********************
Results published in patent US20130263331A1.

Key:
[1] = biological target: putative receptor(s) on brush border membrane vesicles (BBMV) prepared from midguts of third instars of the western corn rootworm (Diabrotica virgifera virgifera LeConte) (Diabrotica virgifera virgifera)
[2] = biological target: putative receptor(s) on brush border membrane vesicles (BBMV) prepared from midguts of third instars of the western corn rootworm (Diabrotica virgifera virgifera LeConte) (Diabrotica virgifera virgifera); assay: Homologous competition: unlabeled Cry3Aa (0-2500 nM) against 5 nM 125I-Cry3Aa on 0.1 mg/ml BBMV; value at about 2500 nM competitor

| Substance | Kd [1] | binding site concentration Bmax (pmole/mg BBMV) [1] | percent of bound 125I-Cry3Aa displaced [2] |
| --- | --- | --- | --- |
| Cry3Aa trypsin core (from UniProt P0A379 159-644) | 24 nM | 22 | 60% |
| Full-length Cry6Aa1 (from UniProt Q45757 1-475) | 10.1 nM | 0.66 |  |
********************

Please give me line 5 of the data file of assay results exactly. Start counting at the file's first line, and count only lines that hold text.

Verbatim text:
| Substance | Kd [1] | binding site concentration Bmax (pmole/mg BBMV) [1] | percent of bound 125I-Cry3Aa displaced [2] |